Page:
Among its advantages, primary care has shown efficiency of health services, low expenses, reduced needs for urgency and emergency care, and good user satisfaction. It is a highly effective way to address the main causes of diseases and their risk factors, and to handle the challenges that may threaten the patients’ health in the future. Nonetheless, presenting such results, primary care should be able to meet the health needs of the population and solve its problems as demanded2 .

In Brazil, the health services are predominantly built based on the traditional model of care, which contributes to the persistence of fragmented actions, centered in the complaints and in the biological aspects of the patient. This poses challenges for the consolidation of the health care model currently proposed5 , 6 .

The concept of Primary Health Care has been repeatedly reinterpreted and redefined, generating confusion around the term4 . The modern meanings of the terms “Basic Care” and “Primary Health Care” are equivalent, and all establishments providing Basic Care services and actions within the Brazilian Unified Health System (SUS) are called Basic Health Units (BHU)7 .

Despite the similar name, some differences are observed depending on the health model adopted: the Family Health Units (FHU) have a determined coverage area, assisting families registered within it, and rely on teams of professionals defined by the Ministry of Health; whereas traditional units, the so-called Basic Health Units (BHU), have different distributions and count on medical professionals (clinicians, pediatricians and gynecologists/obstetricians), nurses, dentists, and nursing assistants, in addition to the possibility of support from some specialists, in areas such as Ophthalmology and Dermatology8 . Some municipalities also have services with specific characteristics, such as the “Health School Centers” (HSC), which are associated with Health Sciences colleges and establish a similar model to that of the basic units, but with greater autonomy.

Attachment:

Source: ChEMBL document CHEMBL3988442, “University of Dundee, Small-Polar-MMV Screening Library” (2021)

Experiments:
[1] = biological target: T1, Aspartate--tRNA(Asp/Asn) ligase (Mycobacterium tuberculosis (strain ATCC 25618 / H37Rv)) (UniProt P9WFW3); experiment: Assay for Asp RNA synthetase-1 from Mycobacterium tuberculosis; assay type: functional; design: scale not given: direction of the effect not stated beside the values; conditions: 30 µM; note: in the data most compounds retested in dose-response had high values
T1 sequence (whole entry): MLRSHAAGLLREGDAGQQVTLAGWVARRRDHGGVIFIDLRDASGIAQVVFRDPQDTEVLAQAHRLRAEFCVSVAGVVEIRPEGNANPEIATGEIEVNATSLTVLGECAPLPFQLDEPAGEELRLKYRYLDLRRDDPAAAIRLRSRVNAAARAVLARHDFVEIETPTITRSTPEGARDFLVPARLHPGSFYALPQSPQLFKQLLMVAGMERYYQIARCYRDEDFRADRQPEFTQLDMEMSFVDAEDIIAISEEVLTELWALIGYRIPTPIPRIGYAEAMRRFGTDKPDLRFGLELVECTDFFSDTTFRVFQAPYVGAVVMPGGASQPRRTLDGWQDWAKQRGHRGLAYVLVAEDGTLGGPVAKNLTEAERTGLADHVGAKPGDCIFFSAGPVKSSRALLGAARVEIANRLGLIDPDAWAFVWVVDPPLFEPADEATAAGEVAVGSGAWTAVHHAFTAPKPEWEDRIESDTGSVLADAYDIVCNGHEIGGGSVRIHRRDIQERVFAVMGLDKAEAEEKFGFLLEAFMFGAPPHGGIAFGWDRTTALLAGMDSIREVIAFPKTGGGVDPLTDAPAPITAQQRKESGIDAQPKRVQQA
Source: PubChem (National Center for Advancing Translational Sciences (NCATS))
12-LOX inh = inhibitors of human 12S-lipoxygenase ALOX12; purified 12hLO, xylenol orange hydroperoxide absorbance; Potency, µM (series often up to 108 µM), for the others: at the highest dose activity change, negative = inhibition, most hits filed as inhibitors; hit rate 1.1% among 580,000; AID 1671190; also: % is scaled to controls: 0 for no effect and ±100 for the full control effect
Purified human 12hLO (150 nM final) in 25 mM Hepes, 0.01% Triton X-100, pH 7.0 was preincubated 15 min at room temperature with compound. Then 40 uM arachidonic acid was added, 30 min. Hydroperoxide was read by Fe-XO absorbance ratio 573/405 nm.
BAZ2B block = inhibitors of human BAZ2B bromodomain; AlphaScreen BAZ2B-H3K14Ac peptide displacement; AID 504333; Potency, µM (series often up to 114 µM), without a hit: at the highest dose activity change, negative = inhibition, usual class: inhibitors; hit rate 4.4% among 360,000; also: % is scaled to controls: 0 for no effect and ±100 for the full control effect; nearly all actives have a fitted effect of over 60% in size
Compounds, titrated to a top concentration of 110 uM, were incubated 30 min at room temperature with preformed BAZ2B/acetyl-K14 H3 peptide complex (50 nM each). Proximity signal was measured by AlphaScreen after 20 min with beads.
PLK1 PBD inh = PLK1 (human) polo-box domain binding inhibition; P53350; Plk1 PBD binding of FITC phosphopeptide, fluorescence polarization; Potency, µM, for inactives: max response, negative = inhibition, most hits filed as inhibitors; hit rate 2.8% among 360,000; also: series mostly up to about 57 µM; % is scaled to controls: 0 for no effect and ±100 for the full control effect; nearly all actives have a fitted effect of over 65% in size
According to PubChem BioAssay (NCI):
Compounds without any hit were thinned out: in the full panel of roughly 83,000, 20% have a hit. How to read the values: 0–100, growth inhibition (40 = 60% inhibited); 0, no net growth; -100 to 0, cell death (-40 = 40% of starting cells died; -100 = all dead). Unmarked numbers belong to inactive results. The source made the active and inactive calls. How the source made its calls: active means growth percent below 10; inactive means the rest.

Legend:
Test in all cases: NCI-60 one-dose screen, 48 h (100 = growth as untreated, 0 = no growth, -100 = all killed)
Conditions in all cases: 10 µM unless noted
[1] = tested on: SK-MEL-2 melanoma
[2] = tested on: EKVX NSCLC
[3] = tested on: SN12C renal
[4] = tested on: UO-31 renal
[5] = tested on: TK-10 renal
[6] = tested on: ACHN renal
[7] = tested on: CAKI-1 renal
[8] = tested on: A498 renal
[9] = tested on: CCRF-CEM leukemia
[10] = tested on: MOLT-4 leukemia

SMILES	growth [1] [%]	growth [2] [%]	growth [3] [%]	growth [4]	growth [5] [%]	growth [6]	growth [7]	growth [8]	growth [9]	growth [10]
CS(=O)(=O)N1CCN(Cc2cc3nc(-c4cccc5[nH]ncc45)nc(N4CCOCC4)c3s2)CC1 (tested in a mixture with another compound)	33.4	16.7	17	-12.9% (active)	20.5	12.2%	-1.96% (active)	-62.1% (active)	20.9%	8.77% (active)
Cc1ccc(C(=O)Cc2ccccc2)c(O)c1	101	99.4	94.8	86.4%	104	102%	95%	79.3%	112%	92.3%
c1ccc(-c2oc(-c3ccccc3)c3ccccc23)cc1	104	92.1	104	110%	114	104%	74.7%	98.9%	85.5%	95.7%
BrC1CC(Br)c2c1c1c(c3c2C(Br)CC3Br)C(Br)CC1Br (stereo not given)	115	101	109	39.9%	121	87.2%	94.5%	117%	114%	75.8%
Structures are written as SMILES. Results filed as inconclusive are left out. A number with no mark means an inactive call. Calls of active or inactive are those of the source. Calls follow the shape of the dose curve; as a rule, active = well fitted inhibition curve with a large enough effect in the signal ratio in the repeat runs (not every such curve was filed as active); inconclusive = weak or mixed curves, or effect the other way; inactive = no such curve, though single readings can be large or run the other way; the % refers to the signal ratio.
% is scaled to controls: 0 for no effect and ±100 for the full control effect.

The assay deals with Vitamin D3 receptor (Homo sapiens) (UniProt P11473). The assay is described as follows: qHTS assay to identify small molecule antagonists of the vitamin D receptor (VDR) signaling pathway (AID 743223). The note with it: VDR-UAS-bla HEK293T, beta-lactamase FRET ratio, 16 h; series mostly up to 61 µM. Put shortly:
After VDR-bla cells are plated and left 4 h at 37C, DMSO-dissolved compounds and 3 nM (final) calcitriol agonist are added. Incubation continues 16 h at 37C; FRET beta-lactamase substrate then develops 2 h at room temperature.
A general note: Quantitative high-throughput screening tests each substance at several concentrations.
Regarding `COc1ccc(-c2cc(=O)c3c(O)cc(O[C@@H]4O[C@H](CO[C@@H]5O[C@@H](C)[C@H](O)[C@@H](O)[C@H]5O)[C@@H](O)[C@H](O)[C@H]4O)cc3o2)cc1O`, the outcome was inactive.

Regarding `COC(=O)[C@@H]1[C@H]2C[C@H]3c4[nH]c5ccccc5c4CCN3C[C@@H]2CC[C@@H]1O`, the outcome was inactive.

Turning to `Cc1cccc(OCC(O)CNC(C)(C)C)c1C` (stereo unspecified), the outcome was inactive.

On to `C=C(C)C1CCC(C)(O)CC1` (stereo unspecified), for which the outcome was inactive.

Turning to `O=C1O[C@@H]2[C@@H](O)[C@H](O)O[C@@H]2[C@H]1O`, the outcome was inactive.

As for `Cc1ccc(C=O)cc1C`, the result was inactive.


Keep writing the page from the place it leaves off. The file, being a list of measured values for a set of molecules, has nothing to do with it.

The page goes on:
In the Brazilian scenario, the Ministry of Health considered that primary health care units should solve at least 80% of the population’s health problems. That is, they should not send more than 20% of the demand to specialized services9 .

Among the strategies to achieve a better health care management is the recognition of potential and effective provisions of services10 . Thus, the solvability capacity of a unit or model can be evaluated by various approaches, such as service demand, coverage, and access by the population. However, what really shows whether the patient’s health problem was solved or not is their referral11 , 12 .